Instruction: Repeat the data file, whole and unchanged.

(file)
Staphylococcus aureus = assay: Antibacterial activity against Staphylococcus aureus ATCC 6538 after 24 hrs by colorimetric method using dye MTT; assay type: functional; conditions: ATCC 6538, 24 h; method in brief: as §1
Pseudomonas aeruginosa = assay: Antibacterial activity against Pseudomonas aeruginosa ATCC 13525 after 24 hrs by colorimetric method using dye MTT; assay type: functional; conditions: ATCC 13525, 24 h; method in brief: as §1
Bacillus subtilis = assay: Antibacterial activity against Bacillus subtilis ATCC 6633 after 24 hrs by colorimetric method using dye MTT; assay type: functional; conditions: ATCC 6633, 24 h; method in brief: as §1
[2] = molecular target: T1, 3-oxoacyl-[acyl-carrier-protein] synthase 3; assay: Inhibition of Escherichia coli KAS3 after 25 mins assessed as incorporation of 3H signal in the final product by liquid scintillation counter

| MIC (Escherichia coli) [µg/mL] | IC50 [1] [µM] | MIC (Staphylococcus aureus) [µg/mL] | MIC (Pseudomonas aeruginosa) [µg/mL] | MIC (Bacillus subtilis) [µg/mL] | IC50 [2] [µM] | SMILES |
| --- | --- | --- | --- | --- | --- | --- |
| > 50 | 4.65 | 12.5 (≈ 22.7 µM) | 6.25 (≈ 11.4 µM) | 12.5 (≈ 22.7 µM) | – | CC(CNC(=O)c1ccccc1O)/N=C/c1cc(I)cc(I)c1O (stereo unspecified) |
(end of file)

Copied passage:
Staphylococcus aureus = assay: Antibacterial activity against Staphylococcus aureus ATCC 6538 after 24 hrs by colorimetric method using dye MTT; assay type: functional; conditions: ATCC 6538, 24 h; method in brief: as §1
Pseudomonas aeruginosa = assay: Antibacterial activity against Pseudomonas aeruginosa ATCC 13525 after 24 hrs by colorimetric method using dye MTT; assay type: functional; conditions: ATCC 13525, 24 h; method in brief: as §1
Bacillus subtilis = assay: Antibacterial activity against Bacillus subtilis ATCC 6633 after 24 hrs by colorimetric method using dye MTT; assay type: functional; conditions: ATCC 6633, 24 h; method in brief: as §1
[2] = molecular target: T1, 3-oxoacyl-[acyl-carrier-protein] synthase 3; assay: Inhibition of Escherichia coli KAS3 after 25 mins assessed as incorporation of 3H signal in the final product by liquid scintillation counter

| MIC (Escherichia coli) [µg/mL] | IC50 [1] [µM] | MIC (Staphylococcus aureus) [µg/mL] | MIC (Pseudomonas aeruginosa) [µg/mL] | MIC (Bacillus subtilis) [µg/mL] | IC50 [2] [µM] | SMILES |
| --- | --- | --- | --- | --- | --- | --- |
| > 50 | 4.65 | 12.5 (≈ 22.7 µM) | 6.25 (≈ 11.4 µM) | 12.5 (≈ 22.7 µM) | – | CC(CNC(=O)c1ccccc1O)/N=C/c1cc(I)cc(I)c1O (stereo unspecified) |